What Is a Controlled Insurance Program (CIP)?

The term controlled insurance program (CIP) refers to an insurance product that provides coverage on a construction project. CIPs are designed to pools coverage for contractors and subcontractors together into a single policy. One party purchases a single insurance policy on behalf of all or most of the parties working on a specific site or project. The lead party is generally reimbursed by the other insured parties. These simplified policies help contractors reduce the costs associated with construction insurance. CIPs may also be used to cover other instances such as maintenance of large facilities.

Key Takeaways

  • A controlled insurance program is a type of insurance coverage that lets multiple parties working on a single project band together under one policy.
  • CIPs are popular in the construction industry, in which projects depend on a variety of professionals such as contractors, builders, and developers.
  • One party typically buys the coverage on behalf of the group, with the other parties paying back the buyer.
  • CIPs help reduce risk and provide cost savings to every party involved in the project.
  • Contractor-controlled programs require the lead contractor to assume the policy while owner-controlled programs involve property or project owners to take out the insurance.

How Controlled Insurance Programs (CIPs) Work

Controlled insurance programs represent a type of insurance that is commonly used within the construction industry. After all, construction projects require a range of different parties who help move a project from start to finish and specializations, such as developers, contractors, and construction managers.

Each of these parties typically maintains their own insurance policies to avoid paying for damages or injury claims on an out-of-pocket basis. But this can lead to exclusion gaps in which some risks are not effectively covered or to some parties failing to purchase enough insurance to effectively mitigate even their covered risks. If these weaker parties are deemed responsible for damages, they may be unable to pay. If this happens, they may be forced into bankruptcy.

To help ensure that all parties are adequately covered, the property owner or project leader—often a general contractor or a development firm—may purchase a CIP on behalf of all the project participants. Individual parties involved in the program may be able to reduce both their overall risk and their cost of insurance by coming together into a single policy. That's because the group enjoys greater purchasing power than any of the members do individually.

The leader of the project in this arrangement pays the policy's insurance premiums upfront and is reimbursed by the remaining project members, either through a direct repayment or by reducing the payments that are owed to those members as part of the construction project.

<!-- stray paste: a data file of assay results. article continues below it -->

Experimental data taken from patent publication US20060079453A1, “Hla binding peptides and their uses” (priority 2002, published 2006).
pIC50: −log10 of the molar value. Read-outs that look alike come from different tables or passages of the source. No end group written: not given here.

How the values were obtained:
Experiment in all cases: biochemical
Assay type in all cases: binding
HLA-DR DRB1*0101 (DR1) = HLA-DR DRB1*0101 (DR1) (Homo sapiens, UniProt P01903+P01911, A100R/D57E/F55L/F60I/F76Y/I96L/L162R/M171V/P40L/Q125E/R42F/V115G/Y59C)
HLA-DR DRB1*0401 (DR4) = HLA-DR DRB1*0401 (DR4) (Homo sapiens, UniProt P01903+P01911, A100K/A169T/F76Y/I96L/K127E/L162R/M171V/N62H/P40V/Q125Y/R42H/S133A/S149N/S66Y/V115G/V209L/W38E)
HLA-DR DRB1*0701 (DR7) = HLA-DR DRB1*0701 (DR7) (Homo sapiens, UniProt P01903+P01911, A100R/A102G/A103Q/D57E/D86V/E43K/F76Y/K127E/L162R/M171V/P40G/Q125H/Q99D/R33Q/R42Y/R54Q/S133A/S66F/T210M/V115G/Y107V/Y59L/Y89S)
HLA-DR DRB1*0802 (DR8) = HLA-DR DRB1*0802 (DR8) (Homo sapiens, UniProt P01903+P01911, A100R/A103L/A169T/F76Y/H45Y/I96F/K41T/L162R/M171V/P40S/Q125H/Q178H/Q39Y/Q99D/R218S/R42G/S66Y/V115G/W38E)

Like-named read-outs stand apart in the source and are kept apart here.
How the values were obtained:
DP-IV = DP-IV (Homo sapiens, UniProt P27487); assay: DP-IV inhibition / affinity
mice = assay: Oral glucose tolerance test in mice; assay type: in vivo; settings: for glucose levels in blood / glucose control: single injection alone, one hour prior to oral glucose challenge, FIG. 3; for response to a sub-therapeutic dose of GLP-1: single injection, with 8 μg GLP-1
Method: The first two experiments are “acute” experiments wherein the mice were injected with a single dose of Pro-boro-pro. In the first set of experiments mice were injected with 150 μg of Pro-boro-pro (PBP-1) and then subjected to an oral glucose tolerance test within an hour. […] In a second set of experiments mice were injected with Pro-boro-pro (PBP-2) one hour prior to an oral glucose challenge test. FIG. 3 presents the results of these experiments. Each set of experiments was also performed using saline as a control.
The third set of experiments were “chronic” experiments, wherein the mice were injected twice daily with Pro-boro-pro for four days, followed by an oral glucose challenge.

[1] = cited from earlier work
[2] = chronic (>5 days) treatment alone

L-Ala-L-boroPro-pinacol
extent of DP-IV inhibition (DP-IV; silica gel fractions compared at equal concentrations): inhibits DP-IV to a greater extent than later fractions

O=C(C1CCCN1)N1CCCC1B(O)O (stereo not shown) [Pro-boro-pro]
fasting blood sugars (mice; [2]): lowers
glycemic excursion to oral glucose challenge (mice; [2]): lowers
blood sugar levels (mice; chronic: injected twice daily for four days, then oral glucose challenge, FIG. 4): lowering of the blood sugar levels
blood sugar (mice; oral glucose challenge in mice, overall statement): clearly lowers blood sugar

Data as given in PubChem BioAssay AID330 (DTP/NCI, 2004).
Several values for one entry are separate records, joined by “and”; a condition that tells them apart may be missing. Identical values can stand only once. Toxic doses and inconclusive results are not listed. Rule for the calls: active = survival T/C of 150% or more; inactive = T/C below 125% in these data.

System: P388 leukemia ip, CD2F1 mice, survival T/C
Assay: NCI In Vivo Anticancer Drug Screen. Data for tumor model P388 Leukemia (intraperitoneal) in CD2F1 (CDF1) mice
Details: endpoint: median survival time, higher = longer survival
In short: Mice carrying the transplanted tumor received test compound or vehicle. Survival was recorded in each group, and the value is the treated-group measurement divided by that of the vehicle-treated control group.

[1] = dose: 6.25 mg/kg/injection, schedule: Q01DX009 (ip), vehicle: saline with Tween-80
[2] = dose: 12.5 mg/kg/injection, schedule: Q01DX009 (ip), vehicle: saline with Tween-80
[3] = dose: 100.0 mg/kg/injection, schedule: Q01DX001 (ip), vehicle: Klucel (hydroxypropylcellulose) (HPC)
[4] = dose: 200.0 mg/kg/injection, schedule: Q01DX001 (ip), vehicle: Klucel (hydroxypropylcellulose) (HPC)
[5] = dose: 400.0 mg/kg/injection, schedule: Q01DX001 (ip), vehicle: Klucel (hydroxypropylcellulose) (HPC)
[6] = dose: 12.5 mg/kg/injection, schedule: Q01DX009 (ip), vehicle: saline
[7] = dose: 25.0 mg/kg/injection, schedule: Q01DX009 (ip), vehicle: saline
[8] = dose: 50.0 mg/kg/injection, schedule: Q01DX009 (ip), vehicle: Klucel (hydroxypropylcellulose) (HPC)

Controlled insurance programs may not provide coverage for construction vehicles and/or commercial property, such as tools and machinery.

Special Considerations

CIPs bring a variety of different coverages together. They include workers’ compensation, general liability, employers’ liability, and excess liability. Other types of coverage, such as environmental or professional liability, can be added to the policy on an ad-hoc basis. Of course, additional riders come at the cost of additional insurance premiums.

Although CIPs are most commonly used on single construction projects, they can also be helpful for other uses. For instance, companies may take out these policies to protect themselves in the ongoing maintenance of a large facility or on an ongoing basis to cover a series of construction projects.

Types of Controlled Insurance Programs (CIPs)

CIPs fall into two different categories, including contractor-controlled insurance programs (CCIPs) and owner-controlled insurance programs (OCIPs).

CCIPs, which are also called wrap-up insurance policies, provide parties involved in a construction project with a form of risk management. With this kind of policy, the lead contractor is the one who seeks and takes out the single policy to cover the project, and it's their name that shows up on the policy. All of the other parties involved coordinate with the general contractor for reimbursement or to file claims.

Owner-controlled insurance programs are an alternative to CCIPs. Rather than the contractor taking out the policy, insurance is assumed by the project or property owner. Although commonly used in large projects, they are now popular choices for residential construction.

Example of a Controlled Insurance Program (CIP)

Here's a hypothetical example to show how CIPs work. Let's say Michaela owns a real estate development firm. Over the years, she has developed a network of trusted contractors who she relies on for specialized labor such as excavation, plumbing, and construction services. Although some of these contractors are relatively large businesses with their own standard insurance policies, others are sole proprietorships or small businesses with limited insurance coverage.

To help ensure that her projects are well insured, Michaela takes out a CIP that covers not only her own risks as a developer but also the unique risks associated with each of her contractors. Her partners then agree to reimburse Michaela’s firm for the added cost of this CIP by reimbursing her for their share of the CIP’s insurance coverage.

If these parties continue to work together on multiple projects, they may structure their CIP coverage so that it remains in place over several jobs. Alternatively, they can obtain a separate CIP for each job in order to maintain flexibility and work with different partners.